House of the Dragon Proves It Knows Even Less About Black Characters Than Game of Thrones

John Macmillan as Ser Laenor Velaryon in HBO’s House of the Dragon.
John Macmillan as Ser Laenor Velaryon in HBO’s House of the Dragon.

Spoiler Warning: If you’re not caught up on House of the Dragon through Episode 7, “Driftmark,” stop reading now!

Fine. You’ve been warned.

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Once again, the Game of Thrones universe has a problem with Black characters. I wish I was surprised, but after what they did to Jacob Anderson’s Grey Worm and Nathalie Emmanuel’s Missandei, I’m not.

I’ll admit I was hopeful when Steve Toussaint’s Corlys Velaryon made his presence known in House of the Dragon. In the first episode, he was introduced as the richest, most powerful man in Westeros, then he was immediately thrust into a story with the show’s main antagonist, Prince Daemon. It appeared that they were making his character and his family central to the plot. Of course, he very quickly faded into the background as we had to spend endless hours hearing about how Princess Rhaenyra wasn’t fit to rule because she’s a woman. And just like that, I knew this show wasn’t going to let House Velaryon be great.

For a very short moment, when Corlys’ children married into the Targaryen family, it felt like they were going to get real storylines. But Episode 7, “Driftmark,” swiftly snuffed out all of my hopes and dreams.

When Corlys’ son Laenor, who is gay, and Princess Rhaenyra Targaryen, who just wants to be free to live her life, got engaged, they made a deal to “do their duty” then have all the fun they wanted on the side. They’d produce heirs and play the happy couple, while also being supportive friends and equals. I was ready to see them as this amazing, united couple fighting off attacks from Queen Alicent and the rest of the royal court. Unfortunately, other than a few short scenes together, Laenor was a non-issue in Rhaenyra’s story. We also never got a real deep dive into how living as a gay man in a world where that is not accepted affected him. As a result, Laenor is the perfect example of how House of the Dragon repeatedly drops the ball on character development.

The drama often expects viewers to know about these people and their motivations ahead of time, so it can just skip ahead to the intrigue and not do the hard work of world-building. Laenor and his sister Laena are the biggest victims of this pattern. The bold choices their characters make ring hollow because the audience has spent very little time with them. I can’t be shocked or devastated by the actions of strangers who I have no emotional attachment to. There are several minor players who have very little to do with the overall story arc that have gotten more time than the spouses of the show’s two main characters.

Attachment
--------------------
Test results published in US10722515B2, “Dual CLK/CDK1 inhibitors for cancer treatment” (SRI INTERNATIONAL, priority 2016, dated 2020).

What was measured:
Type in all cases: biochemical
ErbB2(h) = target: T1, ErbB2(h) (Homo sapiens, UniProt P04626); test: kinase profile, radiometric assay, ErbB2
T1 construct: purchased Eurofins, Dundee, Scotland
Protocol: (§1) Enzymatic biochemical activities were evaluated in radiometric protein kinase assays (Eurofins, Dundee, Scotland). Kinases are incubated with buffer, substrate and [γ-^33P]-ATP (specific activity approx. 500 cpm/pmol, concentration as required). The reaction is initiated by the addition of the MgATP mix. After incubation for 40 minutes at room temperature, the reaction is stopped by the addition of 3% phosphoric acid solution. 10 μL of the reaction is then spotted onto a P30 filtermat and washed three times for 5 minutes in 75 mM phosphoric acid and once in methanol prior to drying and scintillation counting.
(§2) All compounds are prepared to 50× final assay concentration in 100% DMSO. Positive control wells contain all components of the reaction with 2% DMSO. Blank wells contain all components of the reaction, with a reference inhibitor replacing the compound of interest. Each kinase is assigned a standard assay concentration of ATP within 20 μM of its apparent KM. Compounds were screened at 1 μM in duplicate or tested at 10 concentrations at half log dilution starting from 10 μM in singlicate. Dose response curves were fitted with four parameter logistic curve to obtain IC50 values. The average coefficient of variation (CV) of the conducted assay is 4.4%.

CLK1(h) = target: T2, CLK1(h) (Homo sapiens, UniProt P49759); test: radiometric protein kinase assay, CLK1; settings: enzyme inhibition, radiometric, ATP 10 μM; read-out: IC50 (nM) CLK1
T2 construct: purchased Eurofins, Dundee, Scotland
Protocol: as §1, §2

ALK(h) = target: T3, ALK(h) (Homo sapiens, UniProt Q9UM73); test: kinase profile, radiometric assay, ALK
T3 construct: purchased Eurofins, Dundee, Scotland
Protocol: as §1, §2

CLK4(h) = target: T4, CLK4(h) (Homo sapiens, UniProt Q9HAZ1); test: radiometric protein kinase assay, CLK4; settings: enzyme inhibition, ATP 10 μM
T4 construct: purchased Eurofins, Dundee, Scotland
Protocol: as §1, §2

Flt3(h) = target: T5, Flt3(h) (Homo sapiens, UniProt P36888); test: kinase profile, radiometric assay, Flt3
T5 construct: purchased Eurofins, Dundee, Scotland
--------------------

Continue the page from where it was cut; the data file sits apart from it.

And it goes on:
Honestly, from their wedding in Episode 5 to the conclusion of his story in Episode 7, Laenor was missing so much that we could have put his face on the back of a milk carton.

Meanwhile, his sister Laena fared even worse. After he killed his first wife, Daemon took Laena as his next bride. This all happens during the 10-year time jump that happened between Episodes 5 and 6, so one minute we see them traveling with their daughters and the next minute Laena is commanding her dragon to burn—a.k.a. “Dracarys”—her rather than die in childbirth. We met Laena three times in her life and she was never allowed to be anything more than a pawn for men to use in their never-ending game of Iron Throne musical chairs. In fact, the first time we saw her, it was as a child when her parents were trying to marry her off to a middle-aged man.

Yeah, that was gross even by Game of Thrones standards.

And just so it’s clear, Laena and Daemon’s children won’t be treated any better. Literally, minutes after Laena was buried at sea, Alicent’s horrible son Aemond claims her dragon as his, stealing that right from her daughter, Baela. And he does it in that smug, entitled white guy way we’re all very familiar with.

Now, back to Laenor for a second: After his sister’s funeral, and a royal brawl involving his wife and kids, he tells Rhaenyra he’ll be a better husband and father. It’s one of his best moments of the series and it really had me thinking things were about to turn around. But yeah, that didn’t happen. Rhaenyra decides she wants to keep the Targaryen line “pure,” which means marrying her uncle Daemon. For this to happen, Laenor has to die. Daemon arranges for Laenor to fake his death, devastating his parents, but clearing the way for him and Rhaenyra to wed in a private ceremony.

Seriously, House of the Dragon, I could’ve done without the incest this time around.

Look, I don’t know if these characters were given such short shrift because they’re from the series’ one Black family, but the history of the universe, with Game of Thrones ending with Missandei’s senseless murder and Grey Worm left to sail off alone, it certainly points to a glaring issue where POC are concerned.

House of the Dragon sidelined its one Black family for several episodes, then killed them and wrote them off in the course of one hour, leaving Black fans to wonder if this universe is worth their time and support.